By Lisa M. Gerry
While the Laikipia District in Kenya is considered cattle country, it is not uncommon to find a variety of native wildlife, such as rhinos, giraffes, and lions, living on farms among the cows. In fact, ranch owners prefer the arrangement because it attracts tourists.
Mason doctoral student Ryan Valdez has been traveling to the African country for a number of years to study the ecological response of group ranching there. He aims to demonstrate that if neighboring ranches build corridors between their properties, wildlife conservation would benefit.
Group ranching would ensure that a greater variety of animals would make use of each farm’s particular resources, while each particular species would have access to a more diverse habitat. The hope is that this combination will prevent the groups of ranches from becoming depleted from any one resource.
To test this hypothesis, Valdez, who is working on a PhD in environmental science and policy under the guidance of Mason professor Larry Rockwood, is studying an area where a group ranch has been implemented. To evaluate its efficacy, he takes an abundance of measurements, recording the number and variety of wildlife present in the area and how that changes seasonally.
When he began his work in Kenya, Valdez approached Mason’s Center for Global Education with a question: Could undergraduate students travel internationally and help PhD students with their fieldwork?
The study-abroad administrators liked the idea, and together they created the first study-abroad African wildlife science program at Mason. Valdez took his first group of students to Kenya in 2009; the hands-on conservation experience is now offered twice a year.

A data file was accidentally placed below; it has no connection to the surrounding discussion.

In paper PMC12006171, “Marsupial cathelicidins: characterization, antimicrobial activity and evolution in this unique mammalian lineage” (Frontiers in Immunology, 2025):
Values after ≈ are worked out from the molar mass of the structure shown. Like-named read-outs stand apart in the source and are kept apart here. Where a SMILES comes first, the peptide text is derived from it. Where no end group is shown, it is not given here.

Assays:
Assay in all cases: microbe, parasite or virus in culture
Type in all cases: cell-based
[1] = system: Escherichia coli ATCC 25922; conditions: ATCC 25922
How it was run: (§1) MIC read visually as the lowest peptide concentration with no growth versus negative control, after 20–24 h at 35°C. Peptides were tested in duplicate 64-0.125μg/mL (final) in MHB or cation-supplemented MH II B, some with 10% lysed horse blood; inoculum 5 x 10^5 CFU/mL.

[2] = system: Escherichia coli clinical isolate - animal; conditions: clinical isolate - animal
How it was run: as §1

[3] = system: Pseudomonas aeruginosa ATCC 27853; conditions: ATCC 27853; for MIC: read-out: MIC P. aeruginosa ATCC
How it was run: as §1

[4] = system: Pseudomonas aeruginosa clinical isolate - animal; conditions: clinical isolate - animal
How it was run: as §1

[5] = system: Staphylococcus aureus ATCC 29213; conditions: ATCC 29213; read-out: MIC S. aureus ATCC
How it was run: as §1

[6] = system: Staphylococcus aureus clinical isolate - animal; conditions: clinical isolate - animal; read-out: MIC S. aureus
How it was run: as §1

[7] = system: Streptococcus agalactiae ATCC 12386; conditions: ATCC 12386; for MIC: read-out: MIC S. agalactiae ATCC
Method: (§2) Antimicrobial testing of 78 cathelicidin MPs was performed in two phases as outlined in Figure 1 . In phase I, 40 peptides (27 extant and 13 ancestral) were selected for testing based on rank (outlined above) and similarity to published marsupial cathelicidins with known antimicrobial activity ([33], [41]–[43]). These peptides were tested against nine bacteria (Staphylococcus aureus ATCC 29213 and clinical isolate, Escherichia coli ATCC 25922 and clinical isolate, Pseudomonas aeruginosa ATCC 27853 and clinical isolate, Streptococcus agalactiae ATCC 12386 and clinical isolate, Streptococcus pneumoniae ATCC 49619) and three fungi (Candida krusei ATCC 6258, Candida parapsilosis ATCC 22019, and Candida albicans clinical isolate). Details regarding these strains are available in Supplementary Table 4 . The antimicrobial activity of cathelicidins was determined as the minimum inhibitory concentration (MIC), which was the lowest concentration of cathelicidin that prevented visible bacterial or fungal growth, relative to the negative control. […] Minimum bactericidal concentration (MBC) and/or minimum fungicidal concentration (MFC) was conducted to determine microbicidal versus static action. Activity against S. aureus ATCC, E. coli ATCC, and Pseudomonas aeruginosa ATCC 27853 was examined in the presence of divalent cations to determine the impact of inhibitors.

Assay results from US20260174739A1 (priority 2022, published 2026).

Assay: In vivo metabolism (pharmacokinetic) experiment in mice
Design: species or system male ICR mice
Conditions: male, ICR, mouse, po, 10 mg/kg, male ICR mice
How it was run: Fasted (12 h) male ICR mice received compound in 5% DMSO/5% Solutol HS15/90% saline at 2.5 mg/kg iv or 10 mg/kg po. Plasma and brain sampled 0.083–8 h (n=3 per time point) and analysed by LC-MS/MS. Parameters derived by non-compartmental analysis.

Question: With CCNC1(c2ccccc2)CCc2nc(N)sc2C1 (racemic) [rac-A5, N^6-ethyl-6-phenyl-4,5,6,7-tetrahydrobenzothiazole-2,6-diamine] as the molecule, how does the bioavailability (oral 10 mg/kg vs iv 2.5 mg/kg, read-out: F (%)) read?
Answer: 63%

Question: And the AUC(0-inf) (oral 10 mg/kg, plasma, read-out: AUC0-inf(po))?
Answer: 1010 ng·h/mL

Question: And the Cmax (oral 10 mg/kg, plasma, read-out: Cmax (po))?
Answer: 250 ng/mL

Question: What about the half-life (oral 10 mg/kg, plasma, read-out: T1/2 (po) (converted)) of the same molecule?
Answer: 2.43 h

“We conduct line transect surveys where we walk across the entire landscape among the lions, buffalos, elephants—everything,” says Valdez. He adds that it is a completely different experience to look at a lion when there’s nothing between you from when you are sitting in a vehicle.
Valdez, who expects to complete his fieldwork in Kenya in 2012, first came to Mason by way of the Smithsonian National Zoo. He had been working there for 10 years when in 2008, the zoo’s director of science and Mason alumnus Steven L. Monfort helped establish the Smithsonian-Mason Global Conservation Education Program.
Valdez then became one of the first beneficiaries of a PhD fellowship that was created between Mason’s Environmental Science and Public Policy Department and the Smithsonian Conservation Biology Institute in Front Royal, Virginia.
“Mason is the only university in the entire world to have this partnership with the Smithsonian,” he says. “For a PhD student, you couldn’t find a better merger of resources. It’s really remarkable what they’ve done with this program, and I feel very lucky to be a part of it.”